Abstract 19924: AnxV- Endothelial Microparticles Are Significantly Increased in Active Takayasu Arteritis Patients

    loading  Checking for direct PDF access through Ovid

Abstract

Background: Takayasu Arteritis (TA) is a chronic inflammation involving the aorta and its main branches, often leading to a combination of dilatation and secondary thrombus formation. However, the diagnose of active stage remains an issue. Microparticles (MPs) are membrane-bound vesicles derived from vascular and intravascular cells such as platelets (PMPs) and endothelial cells (EMPs), and are elevated in patients with cardiovascular disorders, metabolic syndrome, other inflammatory diseases, and autoimmune conditions.

Objective: Characterization of the abundance and origin of circulating MPs in TA patients and healthy controls and to determine any associations with disease activity.

Methods: We analyzed MPs isolated from the plasma of 32 TA patients, including 14 active stage patients and 18 healthy subjects by flow cytometry using AnxV and antibodies to platelet and endothelial cell surface markers.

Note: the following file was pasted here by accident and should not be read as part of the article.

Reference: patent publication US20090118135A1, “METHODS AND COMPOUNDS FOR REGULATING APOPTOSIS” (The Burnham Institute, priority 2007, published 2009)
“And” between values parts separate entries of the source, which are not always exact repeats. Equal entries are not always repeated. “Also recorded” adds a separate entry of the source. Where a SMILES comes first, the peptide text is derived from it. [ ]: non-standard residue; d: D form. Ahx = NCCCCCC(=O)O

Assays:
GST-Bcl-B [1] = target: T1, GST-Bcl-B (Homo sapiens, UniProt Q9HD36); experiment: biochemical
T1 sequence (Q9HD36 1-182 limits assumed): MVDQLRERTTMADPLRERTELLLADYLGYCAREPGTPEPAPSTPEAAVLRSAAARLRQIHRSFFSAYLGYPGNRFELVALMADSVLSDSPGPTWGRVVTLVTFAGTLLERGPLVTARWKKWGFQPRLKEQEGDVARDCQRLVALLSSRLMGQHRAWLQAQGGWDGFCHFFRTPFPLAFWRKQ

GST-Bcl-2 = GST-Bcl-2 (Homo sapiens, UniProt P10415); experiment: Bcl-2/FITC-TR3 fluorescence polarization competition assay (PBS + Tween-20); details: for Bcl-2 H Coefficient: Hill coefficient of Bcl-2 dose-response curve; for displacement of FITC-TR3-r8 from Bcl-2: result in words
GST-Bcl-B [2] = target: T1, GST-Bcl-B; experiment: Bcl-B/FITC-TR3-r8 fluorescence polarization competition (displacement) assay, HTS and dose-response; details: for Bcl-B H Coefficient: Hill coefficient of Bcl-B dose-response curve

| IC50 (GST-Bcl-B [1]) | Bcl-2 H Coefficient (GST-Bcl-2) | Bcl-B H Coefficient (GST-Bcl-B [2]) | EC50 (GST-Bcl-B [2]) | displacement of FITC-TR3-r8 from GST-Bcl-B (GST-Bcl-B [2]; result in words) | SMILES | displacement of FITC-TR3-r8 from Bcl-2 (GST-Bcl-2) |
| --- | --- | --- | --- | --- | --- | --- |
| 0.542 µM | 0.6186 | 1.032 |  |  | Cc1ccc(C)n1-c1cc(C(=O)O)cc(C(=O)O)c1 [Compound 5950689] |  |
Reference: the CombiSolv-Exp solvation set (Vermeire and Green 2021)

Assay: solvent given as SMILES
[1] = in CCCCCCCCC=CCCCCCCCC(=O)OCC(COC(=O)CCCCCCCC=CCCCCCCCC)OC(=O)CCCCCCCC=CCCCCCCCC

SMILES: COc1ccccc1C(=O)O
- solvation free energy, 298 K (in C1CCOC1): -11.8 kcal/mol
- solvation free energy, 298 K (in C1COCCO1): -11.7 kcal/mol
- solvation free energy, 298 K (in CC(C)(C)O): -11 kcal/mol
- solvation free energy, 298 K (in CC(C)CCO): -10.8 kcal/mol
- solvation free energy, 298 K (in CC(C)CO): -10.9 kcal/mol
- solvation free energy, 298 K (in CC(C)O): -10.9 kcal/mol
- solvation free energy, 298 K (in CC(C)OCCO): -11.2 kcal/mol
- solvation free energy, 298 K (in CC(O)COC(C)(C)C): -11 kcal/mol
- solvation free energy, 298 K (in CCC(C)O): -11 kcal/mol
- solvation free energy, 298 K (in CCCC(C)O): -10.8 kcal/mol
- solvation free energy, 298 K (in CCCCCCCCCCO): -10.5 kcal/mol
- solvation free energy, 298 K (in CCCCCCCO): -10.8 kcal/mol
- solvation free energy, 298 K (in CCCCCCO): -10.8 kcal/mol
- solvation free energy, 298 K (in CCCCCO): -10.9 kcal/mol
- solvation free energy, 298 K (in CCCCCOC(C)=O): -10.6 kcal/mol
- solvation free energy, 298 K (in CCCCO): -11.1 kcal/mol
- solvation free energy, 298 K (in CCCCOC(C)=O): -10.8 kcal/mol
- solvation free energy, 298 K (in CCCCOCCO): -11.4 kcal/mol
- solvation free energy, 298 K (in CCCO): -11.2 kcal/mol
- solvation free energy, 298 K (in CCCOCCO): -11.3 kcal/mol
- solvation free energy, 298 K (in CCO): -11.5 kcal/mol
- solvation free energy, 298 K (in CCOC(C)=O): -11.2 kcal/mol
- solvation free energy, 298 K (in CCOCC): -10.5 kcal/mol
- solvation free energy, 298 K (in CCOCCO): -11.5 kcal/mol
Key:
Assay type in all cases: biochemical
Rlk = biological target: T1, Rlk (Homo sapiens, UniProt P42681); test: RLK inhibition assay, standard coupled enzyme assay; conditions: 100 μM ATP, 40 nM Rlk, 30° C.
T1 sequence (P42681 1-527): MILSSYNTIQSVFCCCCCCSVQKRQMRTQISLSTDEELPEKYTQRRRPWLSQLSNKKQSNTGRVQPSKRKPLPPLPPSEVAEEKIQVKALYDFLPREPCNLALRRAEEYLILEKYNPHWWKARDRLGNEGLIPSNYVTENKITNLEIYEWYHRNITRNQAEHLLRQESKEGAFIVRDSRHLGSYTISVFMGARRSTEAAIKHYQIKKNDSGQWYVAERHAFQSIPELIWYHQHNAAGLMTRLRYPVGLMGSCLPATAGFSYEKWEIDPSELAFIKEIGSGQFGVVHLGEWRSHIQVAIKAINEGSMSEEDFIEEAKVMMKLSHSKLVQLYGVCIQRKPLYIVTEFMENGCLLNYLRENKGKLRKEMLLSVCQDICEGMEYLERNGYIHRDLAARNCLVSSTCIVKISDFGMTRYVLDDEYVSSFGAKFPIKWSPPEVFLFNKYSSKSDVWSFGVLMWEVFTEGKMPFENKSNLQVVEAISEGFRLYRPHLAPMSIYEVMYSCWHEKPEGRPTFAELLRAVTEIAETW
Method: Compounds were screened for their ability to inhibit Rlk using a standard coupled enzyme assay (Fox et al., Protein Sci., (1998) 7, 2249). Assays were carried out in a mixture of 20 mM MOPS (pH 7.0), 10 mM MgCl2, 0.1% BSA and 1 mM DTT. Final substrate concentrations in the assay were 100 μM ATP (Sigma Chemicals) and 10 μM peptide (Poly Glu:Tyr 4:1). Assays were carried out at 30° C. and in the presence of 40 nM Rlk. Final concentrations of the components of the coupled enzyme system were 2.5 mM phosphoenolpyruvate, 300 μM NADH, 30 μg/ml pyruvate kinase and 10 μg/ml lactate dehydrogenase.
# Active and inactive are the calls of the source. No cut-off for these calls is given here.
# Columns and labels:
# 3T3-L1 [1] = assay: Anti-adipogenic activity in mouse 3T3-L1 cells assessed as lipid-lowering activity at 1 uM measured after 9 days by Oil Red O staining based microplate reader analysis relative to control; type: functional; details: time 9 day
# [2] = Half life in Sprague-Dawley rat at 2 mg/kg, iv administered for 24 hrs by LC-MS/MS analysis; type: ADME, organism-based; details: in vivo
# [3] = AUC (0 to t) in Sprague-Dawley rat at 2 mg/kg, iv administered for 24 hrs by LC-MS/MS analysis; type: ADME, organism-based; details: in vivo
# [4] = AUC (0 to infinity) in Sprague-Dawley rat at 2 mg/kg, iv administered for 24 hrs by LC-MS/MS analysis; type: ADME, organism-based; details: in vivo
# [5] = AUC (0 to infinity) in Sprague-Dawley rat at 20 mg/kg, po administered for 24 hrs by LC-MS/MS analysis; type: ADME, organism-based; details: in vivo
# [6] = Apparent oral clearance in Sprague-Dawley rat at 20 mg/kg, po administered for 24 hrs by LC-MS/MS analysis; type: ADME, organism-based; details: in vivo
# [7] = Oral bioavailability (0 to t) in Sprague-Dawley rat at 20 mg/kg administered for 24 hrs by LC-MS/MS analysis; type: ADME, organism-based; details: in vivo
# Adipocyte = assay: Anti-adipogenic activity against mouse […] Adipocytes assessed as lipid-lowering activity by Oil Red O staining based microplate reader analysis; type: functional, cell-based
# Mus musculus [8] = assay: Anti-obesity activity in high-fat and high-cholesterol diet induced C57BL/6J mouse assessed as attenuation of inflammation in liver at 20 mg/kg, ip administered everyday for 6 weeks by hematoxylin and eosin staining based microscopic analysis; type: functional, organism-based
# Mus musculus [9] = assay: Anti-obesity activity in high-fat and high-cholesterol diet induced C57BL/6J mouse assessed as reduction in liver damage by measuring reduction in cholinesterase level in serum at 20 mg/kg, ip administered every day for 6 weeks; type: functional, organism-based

Results: Active TA patients had increased concentrations of total MPs (p=0.0289) and Anx V- MPs (p=0.035) compared with stable ones. In the subgroup of Anx V- MPs and Anx V+ MPs, significance increased concentrations of Anx V+ EMPs (p=0.0319), Anx V- MPs from unknown nature (p=0.0195) and Anx V- EMPs (p=0.0066) were observed in active patients compared with stable patients. There were no significant differences between stable patients and healthy subjects. With receiver operating characteristic (ROC) curve, we analyzed the association between Anx V- MPs and disease activity (area under curve [AUC]=0.786; 95% confidence interval [CI]: 0.618~0.953; P=0.006.).

Conclusion: The concentrations and composition of MPs in active TA patients differ significantly from those in stable ones. Anx V- MPs might be considered to be a biomarker of disease activity. These findings call for further study on the role of MPs on TA pathogenesis.

Related Topics

    loading  Loading Related Articles